1,900 mark for the first time ever during intraday trading. But there was
an unexpected slowdown in retail sales in April. They rose only one tenth
of 1 percent last month as consumers cut back on buying big-ticket items
like furniture, appliances and electronic.

The Dow added 20 points closing at — here`s the new high — 16,715. The
NASDAQ lost 13, the S&P was up a fraction of a point, ending at 1.897.

MATHISEN: Higher home prices and steeper mortgage rates are being blamed
for a weak start to the spring housing market. But relief may be on the
way from Federal Housing Authority. That news sent shares up government-
run mortgage giants Fannie Mae and Freddie Mac, surging today what some the
nation`s biggest homebuilders, like DR Horton, Lennar (NYSE:LEN) and Pulte,
all saw modest gains.

Diana Olick explains how some new rules aimed at easing credit restrictions
may help some homebuyers get loans and give a boost to housing.

(BEGIN VIDEOTAPE)

DIANA OLICK, NIGHTLY BUSINESS REPORT (voice-over): Fannie Mae and Freddie
Mac, which guarantee the vast majority of new mortgages got new orders
today that could make those mortgages a bit cheaper for both banks and
borrowers.

MEL WATT, FHFA DIRECTOR: We expect Fannie and Freddie to take actions that
improve liquidity in the present single-family housing finance market.

OLICK: To help loosen credit, Fannie and Freddie`s new regulator Mel Watt
announce the two would relax certain standards that result in banks having
to buy back bad loans.

Watt also said he would not lower loan limits from $417,000, something
Watt`s predecessor had considered as a way to reduce government share of
the mortgage market.

WATT: This decision is motivated by concerns about how such a reduction
would adversely impact the current health of the housing finance market.

OLICK: These in addition to new programs to help some of the hardest hit
housing markets like Detroit, are designed to ease credit as all-cash
investors move out and mortgage dependent homebuyers move in.

ANDY LAPERRIERE, CORNERSTONE MACRO PARTNER: The key takeaway for investors
is going to be modest increase and credit availability this can help the
mortgage market, but I don`t think that you`re seeing a radical shift at FH
FAA laureate Fannie and Freddie

OLICK: In another move to ease credit starting this fall the FHA, which is
the government`s mortgage insurer, will lower premiums for borrowers who
agree to undergo credit counseling. The FHA, which backs very low down
payment loans, lost a lot of customers in the last couple of years when it
raise those premiums to protect itself.

For NIGHTLY BUSINESS REPORT, I`m Diana Olick, in Washington.

(END VIDEOTAPE)

OLICK: So, could these new rules loosening credit restrictions really
jump-start the moribund real estate market? And what`s the downside to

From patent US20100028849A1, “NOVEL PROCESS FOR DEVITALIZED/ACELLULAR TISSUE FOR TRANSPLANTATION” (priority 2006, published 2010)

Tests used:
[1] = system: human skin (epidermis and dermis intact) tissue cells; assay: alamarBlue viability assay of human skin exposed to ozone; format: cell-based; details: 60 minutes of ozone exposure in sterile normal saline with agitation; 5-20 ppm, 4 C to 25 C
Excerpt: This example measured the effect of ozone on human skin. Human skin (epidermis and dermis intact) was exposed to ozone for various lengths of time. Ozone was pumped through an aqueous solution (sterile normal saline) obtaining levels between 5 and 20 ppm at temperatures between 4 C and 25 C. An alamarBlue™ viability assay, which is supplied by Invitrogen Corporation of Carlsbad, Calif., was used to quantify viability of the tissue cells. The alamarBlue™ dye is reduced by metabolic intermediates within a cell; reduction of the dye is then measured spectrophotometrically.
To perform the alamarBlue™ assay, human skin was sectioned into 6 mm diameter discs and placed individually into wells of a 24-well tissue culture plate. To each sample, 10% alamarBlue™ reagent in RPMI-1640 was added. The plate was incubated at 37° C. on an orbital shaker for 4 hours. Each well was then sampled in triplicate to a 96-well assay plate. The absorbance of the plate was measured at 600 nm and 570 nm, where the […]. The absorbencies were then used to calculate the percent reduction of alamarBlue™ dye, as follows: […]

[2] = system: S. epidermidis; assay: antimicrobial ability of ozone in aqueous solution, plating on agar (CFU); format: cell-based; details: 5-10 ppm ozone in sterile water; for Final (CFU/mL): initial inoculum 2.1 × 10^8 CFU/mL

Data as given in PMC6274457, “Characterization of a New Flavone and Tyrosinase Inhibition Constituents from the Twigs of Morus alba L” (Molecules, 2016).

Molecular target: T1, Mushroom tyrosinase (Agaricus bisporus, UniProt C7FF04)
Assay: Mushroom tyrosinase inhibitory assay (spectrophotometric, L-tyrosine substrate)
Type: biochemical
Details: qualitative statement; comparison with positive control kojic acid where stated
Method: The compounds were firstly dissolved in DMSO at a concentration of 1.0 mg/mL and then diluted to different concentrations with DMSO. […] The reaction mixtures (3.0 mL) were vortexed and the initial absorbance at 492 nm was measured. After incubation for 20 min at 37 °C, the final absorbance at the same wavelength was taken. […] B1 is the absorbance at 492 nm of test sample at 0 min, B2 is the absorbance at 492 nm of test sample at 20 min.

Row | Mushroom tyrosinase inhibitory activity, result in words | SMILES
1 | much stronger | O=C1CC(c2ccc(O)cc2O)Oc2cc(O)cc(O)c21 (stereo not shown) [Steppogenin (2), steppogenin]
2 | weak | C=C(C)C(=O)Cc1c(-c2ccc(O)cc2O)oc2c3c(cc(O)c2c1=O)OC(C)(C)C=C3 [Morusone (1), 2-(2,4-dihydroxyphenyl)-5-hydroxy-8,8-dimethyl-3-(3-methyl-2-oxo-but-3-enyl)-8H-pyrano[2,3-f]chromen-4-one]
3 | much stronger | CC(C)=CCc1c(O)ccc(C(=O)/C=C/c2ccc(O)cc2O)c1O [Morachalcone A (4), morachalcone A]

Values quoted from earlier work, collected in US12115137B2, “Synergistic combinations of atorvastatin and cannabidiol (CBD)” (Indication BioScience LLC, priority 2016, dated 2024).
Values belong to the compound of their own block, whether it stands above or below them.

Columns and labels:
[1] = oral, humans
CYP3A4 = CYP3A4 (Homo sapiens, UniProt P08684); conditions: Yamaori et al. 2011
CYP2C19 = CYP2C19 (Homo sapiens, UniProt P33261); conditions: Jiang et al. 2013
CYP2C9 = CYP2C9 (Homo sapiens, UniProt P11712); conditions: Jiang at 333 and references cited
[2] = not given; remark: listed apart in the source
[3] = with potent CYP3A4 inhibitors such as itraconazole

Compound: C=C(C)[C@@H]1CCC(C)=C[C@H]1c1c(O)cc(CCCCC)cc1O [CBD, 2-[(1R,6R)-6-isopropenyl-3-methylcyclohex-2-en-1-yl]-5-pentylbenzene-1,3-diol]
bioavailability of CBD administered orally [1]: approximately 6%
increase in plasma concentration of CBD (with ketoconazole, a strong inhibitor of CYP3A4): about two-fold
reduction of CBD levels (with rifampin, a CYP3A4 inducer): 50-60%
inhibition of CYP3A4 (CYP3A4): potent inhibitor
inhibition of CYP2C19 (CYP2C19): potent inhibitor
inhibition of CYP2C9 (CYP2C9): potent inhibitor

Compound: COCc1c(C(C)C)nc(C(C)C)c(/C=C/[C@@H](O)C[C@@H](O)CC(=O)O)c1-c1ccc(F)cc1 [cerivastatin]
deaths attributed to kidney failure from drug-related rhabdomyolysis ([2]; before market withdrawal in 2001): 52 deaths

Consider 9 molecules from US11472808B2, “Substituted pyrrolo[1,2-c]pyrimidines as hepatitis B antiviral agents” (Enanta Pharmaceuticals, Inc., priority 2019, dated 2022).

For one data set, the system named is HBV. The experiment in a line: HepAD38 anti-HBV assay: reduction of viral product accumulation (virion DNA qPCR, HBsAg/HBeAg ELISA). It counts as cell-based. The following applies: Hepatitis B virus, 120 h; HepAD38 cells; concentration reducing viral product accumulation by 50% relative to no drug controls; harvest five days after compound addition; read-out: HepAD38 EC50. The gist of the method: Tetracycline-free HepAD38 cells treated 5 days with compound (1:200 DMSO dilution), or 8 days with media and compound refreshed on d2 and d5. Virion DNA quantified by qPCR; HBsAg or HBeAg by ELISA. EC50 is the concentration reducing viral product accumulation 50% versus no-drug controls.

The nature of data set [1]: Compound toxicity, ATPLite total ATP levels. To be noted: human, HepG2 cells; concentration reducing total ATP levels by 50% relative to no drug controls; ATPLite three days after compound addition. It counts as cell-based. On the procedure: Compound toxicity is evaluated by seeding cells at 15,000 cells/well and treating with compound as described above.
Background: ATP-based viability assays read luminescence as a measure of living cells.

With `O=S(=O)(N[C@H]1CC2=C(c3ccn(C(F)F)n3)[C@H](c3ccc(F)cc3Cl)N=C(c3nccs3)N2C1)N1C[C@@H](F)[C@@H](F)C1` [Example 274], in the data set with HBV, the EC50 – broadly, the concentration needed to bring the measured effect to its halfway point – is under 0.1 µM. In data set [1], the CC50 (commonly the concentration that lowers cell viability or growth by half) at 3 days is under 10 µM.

relaxing credit rules

Bob Brusca is chief economist at fact and opinion economics where he covers
the housing market.

So, Bob, we all thought that Fannie Mae and Freddie Mac were going to be
winding down, not expanding. What`s the switch and is it going to make
things better or worse?

ROBERT BRUSCA, CHIEF ECONOMIST, FACT AND OPINION ECONOMICS: Yes, it`s
going to make things better or worse. That`s what it`s going to do.

I think there is some truth to the idea that there might be some better
availability of credit out to certain borrowers. But the bottom line, that
the housing market is it going to be made better really by changing
financing rules. It`s going to be made better by having a better economy,
by having a real low unemployment rate that`s created by having job growth,
not by having people drop out of the labor force and you can only do so
much with these credit rules.

I think at the end of the day, you have to have people that have good
credit and the banks have been concerned because there have been put back
some mortgages in this car tend to be more costly and so, they responded by
having higher credit scores a higher hurdle to get in the market.

Well, that hurdle will probably go down a little bit now, but it`s not
clear going to make a dramatic difference

MATHISEN: You know, Bob, a lot of the deals I understand that are getting
done these days in housing are all cash deals

Why is that what does that tell you either about the nature of the economy
or the health credits.

BRUSCA: Now, the all-cash deals I think I`ve been running somewhere a
little bit north at thirty percent of the market. The real problem is that
new home buyers is still a very small proportion the market, that new
people just can`t get into the market, housing prices are high. And this
is the problem housing prices were very low for a while and during the